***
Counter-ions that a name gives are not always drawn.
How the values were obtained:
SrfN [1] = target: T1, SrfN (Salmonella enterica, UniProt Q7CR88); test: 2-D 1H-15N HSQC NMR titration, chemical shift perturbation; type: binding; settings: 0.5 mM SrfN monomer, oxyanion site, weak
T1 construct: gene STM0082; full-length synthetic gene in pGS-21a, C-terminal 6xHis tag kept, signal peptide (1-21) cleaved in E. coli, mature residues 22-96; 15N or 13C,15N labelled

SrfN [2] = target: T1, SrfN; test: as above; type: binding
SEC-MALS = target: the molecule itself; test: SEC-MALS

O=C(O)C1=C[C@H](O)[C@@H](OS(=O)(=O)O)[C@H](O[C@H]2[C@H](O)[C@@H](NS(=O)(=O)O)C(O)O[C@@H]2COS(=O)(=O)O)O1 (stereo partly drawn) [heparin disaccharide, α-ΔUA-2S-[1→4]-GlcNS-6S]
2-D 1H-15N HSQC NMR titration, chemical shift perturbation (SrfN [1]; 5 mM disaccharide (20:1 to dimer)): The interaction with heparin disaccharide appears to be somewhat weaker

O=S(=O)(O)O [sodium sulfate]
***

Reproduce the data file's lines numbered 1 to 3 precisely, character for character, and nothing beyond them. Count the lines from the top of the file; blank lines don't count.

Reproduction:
Counter-ions that a name gives are not always drawn.
How the values were obtained:
SrfN [1] = target: T1, SrfN (Salmonella enterica, UniProt Q7CR88); test: 2-D 1H-15N HSQC NMR titration, chemical shift perturbation; type: binding; settings: 0.5 mM SrfN monomer, oxyanion site, weak